The prototype of the Hawker Hunter, P.1067, first flew on the 20th of July 1951 at RAF Boscome Down.
The P.1067 was designed by Sidney Camm around the new Rolls Royce Avon turbojet which had a smaller engine diameter than its predecessor, the Rolls Royce Nene allowing for smaller size but providing greater thrust.
Due to the increased performance of the Rolls Royce Avon, P.1067 was able to be fitted with a single engine and yet still give the same power output as the Gloster Meteor which was fitted with two Rolls Royce Derwent engines.
The prototype evolved to the now familiar shape of the Hunter with modifications from an original 'T'-tail to a more conventional swept tail, a single air intake was changed to two air intakes at the roots of each wing which made room for radar and weapons in the nose of the aircraft.
A second prototype was fitted with production avionics, armament and powered by a Rolls Royce Avon 107 turbojet and first flew on the 5th of May 1952.
As an alternative, a third prototype was fitted with a Armstrong Siddeley Sapphire 101 axial turbojet which flew on the 30th of NOvember 1952.
The Hawker Hunter was ordered by the Ministry of Supply with the F.1 first flying on the 16th of March 1953. It featured an all metal, monocoque construction with retractable 'tricycle' landing gear and had a removable rear section to allow access to the engine for maintenance purposes.
The wings are mid-mounted and have a leading edge sweep of 35 degrees. The aircraft was controlled in a conventional manner and had a single air brake located under the rear fuselague. The pilot was seated on either a Mk 2H or Mk 3H Martin-Baker ejector seat with the 2-seat trainer version using Mk 4H ejector setas.
The Hawker Hunter F.1 was the first high-speed jet with radar and powered controls to enter service with the RAF, which it did in July of 1954. The Hunter replaced the Meteor, the Sabre and the Venom in service.
The Hunter was fitted with four 30mm Aden cannon, each with 150 rounds of ammunition, which were housed in a single removeable pack that could be reomved for the aircraft for rapid re-arming and maintenance as necessary.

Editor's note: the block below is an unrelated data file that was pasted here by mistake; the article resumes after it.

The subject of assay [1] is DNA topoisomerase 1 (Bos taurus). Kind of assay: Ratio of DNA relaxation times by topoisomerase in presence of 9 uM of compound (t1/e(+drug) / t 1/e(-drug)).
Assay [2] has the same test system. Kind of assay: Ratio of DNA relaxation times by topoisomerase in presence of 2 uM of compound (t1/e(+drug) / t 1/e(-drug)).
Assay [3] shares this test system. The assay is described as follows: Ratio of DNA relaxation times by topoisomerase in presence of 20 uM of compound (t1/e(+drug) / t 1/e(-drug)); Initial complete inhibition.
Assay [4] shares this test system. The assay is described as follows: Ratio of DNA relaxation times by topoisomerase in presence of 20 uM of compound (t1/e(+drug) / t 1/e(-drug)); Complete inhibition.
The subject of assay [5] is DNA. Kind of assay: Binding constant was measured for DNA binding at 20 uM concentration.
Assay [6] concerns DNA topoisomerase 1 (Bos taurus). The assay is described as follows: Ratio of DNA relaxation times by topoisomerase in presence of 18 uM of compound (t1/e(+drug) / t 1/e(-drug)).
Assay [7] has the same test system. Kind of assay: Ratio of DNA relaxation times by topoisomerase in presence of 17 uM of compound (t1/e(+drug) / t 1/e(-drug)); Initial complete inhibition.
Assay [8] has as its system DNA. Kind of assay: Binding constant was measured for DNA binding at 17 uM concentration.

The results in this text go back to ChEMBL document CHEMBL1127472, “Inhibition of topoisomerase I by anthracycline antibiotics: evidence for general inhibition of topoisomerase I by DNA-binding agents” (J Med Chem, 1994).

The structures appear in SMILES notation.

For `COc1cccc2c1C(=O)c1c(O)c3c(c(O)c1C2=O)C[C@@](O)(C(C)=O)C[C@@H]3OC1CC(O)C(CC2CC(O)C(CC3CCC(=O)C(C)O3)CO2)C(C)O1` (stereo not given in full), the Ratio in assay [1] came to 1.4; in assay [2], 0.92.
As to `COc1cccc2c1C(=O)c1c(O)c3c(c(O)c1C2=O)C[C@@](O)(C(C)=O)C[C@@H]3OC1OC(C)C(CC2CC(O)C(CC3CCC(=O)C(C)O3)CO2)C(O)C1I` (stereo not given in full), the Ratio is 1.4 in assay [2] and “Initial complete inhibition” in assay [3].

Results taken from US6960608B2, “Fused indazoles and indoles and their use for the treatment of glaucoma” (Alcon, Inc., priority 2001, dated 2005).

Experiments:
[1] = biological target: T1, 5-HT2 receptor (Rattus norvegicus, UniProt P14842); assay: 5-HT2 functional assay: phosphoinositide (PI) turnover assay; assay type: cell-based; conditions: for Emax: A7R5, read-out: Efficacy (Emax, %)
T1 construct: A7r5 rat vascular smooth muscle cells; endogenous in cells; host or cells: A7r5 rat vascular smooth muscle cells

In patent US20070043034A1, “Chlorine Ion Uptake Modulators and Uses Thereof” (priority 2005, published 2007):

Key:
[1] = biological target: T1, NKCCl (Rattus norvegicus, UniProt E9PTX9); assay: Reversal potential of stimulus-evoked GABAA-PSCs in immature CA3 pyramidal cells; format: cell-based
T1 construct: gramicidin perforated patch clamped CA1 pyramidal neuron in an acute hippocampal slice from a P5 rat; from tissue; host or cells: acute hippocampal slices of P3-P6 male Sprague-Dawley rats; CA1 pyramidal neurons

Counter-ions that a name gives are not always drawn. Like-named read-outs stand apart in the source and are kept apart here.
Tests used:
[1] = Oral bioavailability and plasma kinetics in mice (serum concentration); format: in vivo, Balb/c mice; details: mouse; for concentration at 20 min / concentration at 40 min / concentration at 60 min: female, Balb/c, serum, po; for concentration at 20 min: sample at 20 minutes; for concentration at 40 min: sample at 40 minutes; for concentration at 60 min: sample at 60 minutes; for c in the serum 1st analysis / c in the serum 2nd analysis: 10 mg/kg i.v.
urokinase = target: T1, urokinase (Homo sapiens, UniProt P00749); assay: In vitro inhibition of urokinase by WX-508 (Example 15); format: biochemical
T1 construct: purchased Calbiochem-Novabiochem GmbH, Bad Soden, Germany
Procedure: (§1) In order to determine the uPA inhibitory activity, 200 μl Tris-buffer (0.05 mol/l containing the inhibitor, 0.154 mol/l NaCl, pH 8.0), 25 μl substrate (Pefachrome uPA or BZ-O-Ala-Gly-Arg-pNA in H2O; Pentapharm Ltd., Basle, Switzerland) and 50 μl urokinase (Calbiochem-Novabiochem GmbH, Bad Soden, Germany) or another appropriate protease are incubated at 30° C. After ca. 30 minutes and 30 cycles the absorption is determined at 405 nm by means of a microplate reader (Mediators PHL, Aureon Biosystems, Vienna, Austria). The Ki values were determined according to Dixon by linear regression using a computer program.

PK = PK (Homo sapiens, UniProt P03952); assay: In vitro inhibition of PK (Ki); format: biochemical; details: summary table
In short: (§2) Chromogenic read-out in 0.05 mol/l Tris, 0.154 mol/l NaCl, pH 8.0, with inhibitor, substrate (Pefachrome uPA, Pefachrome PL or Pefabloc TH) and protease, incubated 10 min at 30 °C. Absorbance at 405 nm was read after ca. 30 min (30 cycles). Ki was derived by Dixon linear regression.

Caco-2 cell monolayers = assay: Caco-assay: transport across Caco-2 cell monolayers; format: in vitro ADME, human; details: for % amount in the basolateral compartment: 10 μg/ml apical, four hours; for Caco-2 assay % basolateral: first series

The Hawker Hunter served with the Royal Air Force for over 30 years with hundreds still being active arounbd the world as late as 1996.
|Crew:||1 (2 in Trainer)|
|Length:||45ft 10.5in (13.98m)|
|Wingspan:||33ft 8in (10.26m)|
|Height:||13ft 2in (4.01m)|
|Empty Weight:||14,400lb (6532kg)|
|Max. Weight:||24,600lb (11158kg)|
|Engine:||RR Avon RA.28 Mk 207|
producing 10,150 lb st.
|Max. Speed:||620 mph (978 km/h)|
|Range:||1840 miles (2961 km)|
|Cannon:||4 x 30mm|
|Rockets:||18 x 68mm (Matra Pods)|
First production version - fitted with Avon 113 engine, 139 built.
Fitted with Sapphire 101 engine
Modified protoype fitted with Avon RA.7R with afterburner, air brakes and revised windscreen, 1 built.
Additional bag-type fuel tanks in the wings, provision for underwing fuel tanks, Avon 115 engine, blisters under the nose for ammunition links, 349 built.
F.4 with Sapphire 101 engine, 105 built.
Single-seat clear-weather interceptor fighter, 384 built.
Modified F.6 with brake parachute and 230 gallon inboard drop tanks.
Two-seat trainer built for the RAF
T.7 modified with the Integrated Flight Instrumentation System (IFIS).
Two-seat trainer for the Royal Navy. Fitted with an arrestor hook.
Used by the Royal Navy as a Blackburn Buccaneer conversion training aircraft.
T.8 with TACAN fitted.
T.8 fitted with the Sea Harrier's Blue Fox radar, used by the Royal Navy to train Sea Harrier pilots.
Single-seat ground-attack fighter version for the RAF.
Single-seat reconnaissance version, 33 rebuilt F.6.
Single-seat weapons training version for the Royal Navy, 40 converted F.4s.
Single-seat reconnaissance version for the Royal Navy.
Two-seat test aircraft for the Royal Aircraft Establishment, 1 converted from F.6.
The Hawker Hunter is a subsonic British jet aircraft which was developed in the 1950's.
The single-seat Hunter entered service as a manoeuvrable fighter aircraft, and later operated in fighter-bomber and reconnaissance roles in numerous conflicts.
The Hunter was also widely exported, serving with 21 other air forces.